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Rocky Valley Rainbows
  |  First Published: May 2005



Since the beginning of autumn, stream flows in the alpine high country have been declining. Despite this, plenty of trout are still being caught by bait, lure and flyfishing enthusiasts, with the latter the most visible, especially over the Easter break.

Unfortunately, most fish have been a bit on the smallish side since the end of last month, with weights of around 350-400g common. The fall in stream levels and cool water temperatures make conditions ideal for wet wading (wading in just shorts, a shirt and sneakers). Anglers who practise this type of wading can access some very nice waters that often contain large trout, especially from mid to late autumn, just before their run to spawning grounds.

Captures of brown trout to 1.5kg in the Kiewa River at Tawonga and Coral Bank were recorded at the start of the month by anglers fishing with live grasshoppers floated on the surface and flyfishers using size 12 imitation hopper dry flies during the day.

The Kiewa River has been very good all season. However, a few locals are reporting poorer returns over the last few weeks, even though there have been excellent insect hatches and rises beginning just before dark every night for weeks now. Most of the problems seem to arise from a lack of larger trout, which many locals are accustomed to taking. There are still large numbers of trout to 350g in every stretch of the Kiewa, replacements for those lost in the 2003 bushfires.

Nymphs, which live under rocks in fast water and form a major part of a trout’s diet, are plentiful this year, but mostly in the juvenile stage of development. They have three stages of development before emerging as mayflies and caddis moths up to 2 years later. Perhaps that’s part of the reason why there are so many small trout about at present.

Several groups dropped boats in and trolled Rocky Valley Reservoir at Falls Creek over Easter with mixed results. One group caught nothing during a 3-hour session, but on the trip back to shore bagged 12 nice rainbows from the one small area. Shore-based anglers have taken fair numbers of rainbow trout to 400g on selected days, mostly on worms fished under a bubble float. Strong winds are a factor at this altitude (1600m above sea level), and are always present to some degree, but relatively windless days are best for fishing.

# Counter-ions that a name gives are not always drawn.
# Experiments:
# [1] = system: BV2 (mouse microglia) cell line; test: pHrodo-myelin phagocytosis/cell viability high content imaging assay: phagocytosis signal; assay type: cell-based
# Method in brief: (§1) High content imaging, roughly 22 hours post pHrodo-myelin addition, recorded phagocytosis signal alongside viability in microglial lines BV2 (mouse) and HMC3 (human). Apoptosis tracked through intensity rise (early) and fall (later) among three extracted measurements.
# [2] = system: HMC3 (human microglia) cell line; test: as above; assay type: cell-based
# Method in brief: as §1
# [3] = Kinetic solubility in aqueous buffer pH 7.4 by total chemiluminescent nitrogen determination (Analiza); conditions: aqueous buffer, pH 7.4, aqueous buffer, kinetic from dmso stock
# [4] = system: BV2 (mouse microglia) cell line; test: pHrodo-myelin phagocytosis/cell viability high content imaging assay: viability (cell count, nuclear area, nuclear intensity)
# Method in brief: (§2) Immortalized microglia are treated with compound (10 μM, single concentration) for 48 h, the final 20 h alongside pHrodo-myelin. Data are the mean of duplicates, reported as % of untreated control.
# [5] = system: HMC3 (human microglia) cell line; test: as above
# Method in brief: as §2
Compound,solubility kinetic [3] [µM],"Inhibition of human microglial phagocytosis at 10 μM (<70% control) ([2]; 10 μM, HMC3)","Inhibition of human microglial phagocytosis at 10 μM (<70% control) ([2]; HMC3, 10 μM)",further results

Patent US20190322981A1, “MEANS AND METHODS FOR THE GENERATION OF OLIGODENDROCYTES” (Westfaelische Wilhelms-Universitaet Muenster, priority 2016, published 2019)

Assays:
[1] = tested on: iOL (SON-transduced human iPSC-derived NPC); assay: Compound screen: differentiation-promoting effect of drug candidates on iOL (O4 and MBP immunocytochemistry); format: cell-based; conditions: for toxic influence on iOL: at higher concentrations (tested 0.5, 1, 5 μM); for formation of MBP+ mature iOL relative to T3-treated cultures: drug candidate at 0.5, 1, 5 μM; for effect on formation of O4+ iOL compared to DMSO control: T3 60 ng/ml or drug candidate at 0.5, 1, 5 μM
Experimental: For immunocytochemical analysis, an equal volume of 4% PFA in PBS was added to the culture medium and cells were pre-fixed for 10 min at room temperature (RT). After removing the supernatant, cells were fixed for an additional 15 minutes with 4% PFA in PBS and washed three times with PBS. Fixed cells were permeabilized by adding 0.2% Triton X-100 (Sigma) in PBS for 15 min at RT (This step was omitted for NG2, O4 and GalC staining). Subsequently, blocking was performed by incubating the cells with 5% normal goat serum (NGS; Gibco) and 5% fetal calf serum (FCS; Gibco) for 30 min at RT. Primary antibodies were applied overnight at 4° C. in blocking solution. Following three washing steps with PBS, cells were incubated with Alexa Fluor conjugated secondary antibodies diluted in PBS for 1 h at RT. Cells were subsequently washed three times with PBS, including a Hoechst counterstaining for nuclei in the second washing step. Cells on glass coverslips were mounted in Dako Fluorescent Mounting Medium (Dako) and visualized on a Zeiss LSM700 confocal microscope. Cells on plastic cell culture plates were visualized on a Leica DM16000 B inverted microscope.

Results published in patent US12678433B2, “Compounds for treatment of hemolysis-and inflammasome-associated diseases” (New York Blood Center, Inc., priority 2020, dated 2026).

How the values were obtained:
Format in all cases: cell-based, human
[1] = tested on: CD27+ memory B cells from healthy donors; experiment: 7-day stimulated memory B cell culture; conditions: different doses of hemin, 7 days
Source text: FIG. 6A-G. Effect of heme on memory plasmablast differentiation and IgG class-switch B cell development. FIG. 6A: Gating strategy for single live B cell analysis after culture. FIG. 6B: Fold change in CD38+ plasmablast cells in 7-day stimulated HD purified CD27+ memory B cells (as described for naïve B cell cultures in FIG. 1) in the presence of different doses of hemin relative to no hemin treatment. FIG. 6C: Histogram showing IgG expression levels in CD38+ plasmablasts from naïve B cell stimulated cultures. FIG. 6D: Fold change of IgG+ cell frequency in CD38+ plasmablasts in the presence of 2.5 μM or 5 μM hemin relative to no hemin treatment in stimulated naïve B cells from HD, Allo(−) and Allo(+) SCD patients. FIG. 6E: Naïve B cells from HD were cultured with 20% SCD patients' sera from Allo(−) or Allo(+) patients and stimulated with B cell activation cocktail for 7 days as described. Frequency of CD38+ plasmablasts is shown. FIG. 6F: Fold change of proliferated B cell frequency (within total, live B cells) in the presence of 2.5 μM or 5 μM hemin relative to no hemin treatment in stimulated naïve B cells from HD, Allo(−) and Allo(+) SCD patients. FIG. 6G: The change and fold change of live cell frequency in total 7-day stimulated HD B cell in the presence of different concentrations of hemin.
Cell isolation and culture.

The Ovens River around Porepunkah and Bright was flogged to a froth over Easter by holidaymakers. Bait anglers using worms and grasshoppers took many rainbow trout between 300g and 400g. During this period, the upper reaches of the Ovens towards Harrietville were hardly touched as low stream levels made access for bait and lure fishing difficult in many places.

Lake Dartmouth has not been flat out of late, with only a few reports of fish being caught, despite lots of boats being on the water over Easter. One lucky angler took a 1.3kg brown trout from around the edges using scrub worms fished deep. The pondage (Lake Banimboola) has dropped considerably because work is being carried out to install another power station in the area. Aaron Scales, the new owner of the Dartmouth Pub, assures me that it will be at full level again in three weeks time. There were some nice trout taken as the pondage water level was falling, with one report of a 1.5kg rainbow falling to scrubworms fished under a bubble float. There are also reports of lots of redfin and pan-sized trout being caught in the pondage over Easter and earlier in March by bait and lure anglers.

Lake Mokoan, near Benalla, was host to three fishing clubs recently, when 150 anglers stayed at the caravan park and recorded good catches of yellowbelly and redfin, many of the latter being just size or slightly undersize. Most fish were caught on yabbies, worms or shrimps and a few on lures.

Several very heavy cod were taken recently from the outlet channel along the Yarrawonga Road, as the weather changed and the water became quite cloudy. The duck opening apparently frightened off the fish – not many were caught during that weekend, until Sunday afternoon when a few yellowbelly were taken on worms and yabbies by shooters sitting in their duck punts. A number of holidaymakers are currently at the lake’s caravan park and all are reporting good catches of yellowbelly and redfin on the usual baits, according to host Heather Williams.

For the latest fishing information contact Geoff Lacey at Angling Expeditions Victoria on (03) 5754 1466 or check out the website at www.anglingvic.com.au

One of the author’s flyfishing clients, Mick Casbolt, captured this fine bag of trout recently.

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